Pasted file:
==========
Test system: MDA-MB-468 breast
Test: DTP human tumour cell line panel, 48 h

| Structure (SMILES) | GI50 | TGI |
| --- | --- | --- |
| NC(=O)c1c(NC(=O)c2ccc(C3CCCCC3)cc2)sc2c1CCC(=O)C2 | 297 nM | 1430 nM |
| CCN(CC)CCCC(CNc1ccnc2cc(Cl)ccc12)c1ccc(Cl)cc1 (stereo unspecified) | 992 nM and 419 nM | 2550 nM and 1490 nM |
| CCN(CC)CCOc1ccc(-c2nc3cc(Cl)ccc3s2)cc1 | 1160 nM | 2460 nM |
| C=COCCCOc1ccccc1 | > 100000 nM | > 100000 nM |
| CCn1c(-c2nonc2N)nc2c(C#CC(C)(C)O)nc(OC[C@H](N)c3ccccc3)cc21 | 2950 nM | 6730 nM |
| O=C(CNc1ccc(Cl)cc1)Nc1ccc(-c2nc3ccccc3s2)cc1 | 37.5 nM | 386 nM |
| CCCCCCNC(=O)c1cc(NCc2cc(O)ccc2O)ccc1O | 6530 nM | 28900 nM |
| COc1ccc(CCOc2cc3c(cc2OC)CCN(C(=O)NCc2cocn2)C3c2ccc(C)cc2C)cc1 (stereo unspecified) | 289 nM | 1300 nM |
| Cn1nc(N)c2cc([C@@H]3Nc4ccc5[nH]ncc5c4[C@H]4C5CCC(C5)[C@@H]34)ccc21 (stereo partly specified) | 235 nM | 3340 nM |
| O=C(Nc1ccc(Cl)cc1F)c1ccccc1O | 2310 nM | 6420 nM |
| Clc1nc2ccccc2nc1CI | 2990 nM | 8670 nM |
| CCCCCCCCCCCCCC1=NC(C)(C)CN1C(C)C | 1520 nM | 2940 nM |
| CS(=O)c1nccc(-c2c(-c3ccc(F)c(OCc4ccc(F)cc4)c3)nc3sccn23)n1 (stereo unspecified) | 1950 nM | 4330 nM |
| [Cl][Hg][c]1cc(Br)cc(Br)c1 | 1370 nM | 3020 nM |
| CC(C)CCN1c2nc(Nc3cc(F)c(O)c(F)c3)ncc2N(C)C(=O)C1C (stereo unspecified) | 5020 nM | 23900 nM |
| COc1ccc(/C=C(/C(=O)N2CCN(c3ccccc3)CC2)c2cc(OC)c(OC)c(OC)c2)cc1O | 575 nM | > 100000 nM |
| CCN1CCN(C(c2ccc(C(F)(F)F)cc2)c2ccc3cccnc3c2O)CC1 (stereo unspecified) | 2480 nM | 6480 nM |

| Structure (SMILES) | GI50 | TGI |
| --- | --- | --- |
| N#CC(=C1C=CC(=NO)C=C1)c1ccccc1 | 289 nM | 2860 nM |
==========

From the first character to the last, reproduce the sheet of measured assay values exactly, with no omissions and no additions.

Test system: MDA-MB-468 breast
Test: DTP human tumour cell line panel, 48 h

| Structure (SMILES) | GI50 | TGI |
| --- | --- | --- |
| NC(=O)c1c(NC(=O)c2ccc(C3CCCCC3)cc2)sc2c1CCC(=O)C2 | 297 nM | 1430 nM |
| CCN(CC)CCCC(CNc1ccnc2cc(Cl)ccc12)c1ccc(Cl)cc1 (stereo unspecified) | 992 nM and 419 nM | 2550 nM and 1490 nM |
| CCN(CC)CCOc1ccc(-c2nc3cc(Cl)ccc3s2)cc1 | 1160 nM | 2460 nM |
| C=COCCCOc1ccccc1 | > 100000 nM | > 100000 nM |
| CCn1c(-c2nonc2N)nc2c(C#CC(C)(C)O)nc(OC[C@H](N)c3ccccc3)cc21 | 2950 nM | 6730 nM |
| O=C(CNc1ccc(Cl)cc1)Nc1ccc(-c2nc3ccccc3s2)cc1 | 37.5 nM | 386 nM |
| CCCCCCNC(=O)c1cc(NCc2cc(O)ccc2O)ccc1O | 6530 nM | 28900 nM |
| COc1ccc(CCOc2cc3c(cc2OC)CCN(C(=O)NCc2cocn2)C3c2ccc(C)cc2C)cc1 (stereo unspecified) | 289 nM | 1300 nM |
| Cn1nc(N)c2cc([C@@H]3Nc4ccc5[nH]ncc5c4[C@H]4C5CCC(C5)[C@@H]34)ccc21 (stereo partly specified) | 235 nM | 3340 nM |
| O=C(Nc1ccc(Cl)cc1F)c1ccccc1O | 2310 nM | 6420 nM |
| Clc1nc2ccccc2nc1CI | 2990 nM | 8670 nM |
| CCCCCCCCCCCCCC1=NC(C)(C)CN1C(C)C | 1520 nM | 2940 nM |
| CS(=O)c1nccc(-c2c(-c3ccc(F)c(OCc4ccc(F)cc4)c3)nc3sccn23)n1 (stereo unspecified) | 1950 nM | 4330 nM |
| [Cl][Hg][c]1cc(Br)cc(Br)c1 | 1370 nM | 3020 nM |
| CC(C)CCN1c2nc(Nc3cc(F)c(O)c(F)c3)ncc2N(C)C(=O)C1C (stereo unspecified) | 5020 nM | 23900 nM |
| COc1ccc(/C=C(/C(=O)N2CCN(c3ccccc3)CC2)c2cc(OC)c(OC)c(OC)c2)cc1O | 575 nM | > 100000 nM |
| CCN1CCN(C(c2ccc(C(F)(F)F)cc2)c2ccc3cccnc3c2O)CC1 (stereo unspecified) | 2480 nM | 6480 nM |

| Structure (SMILES) | GI50 | TGI |
| --- | --- | --- |
| N#CC(=C1C=CC(=NO)C=C1)c1ccccc1 | 289 nM | 2860 nM |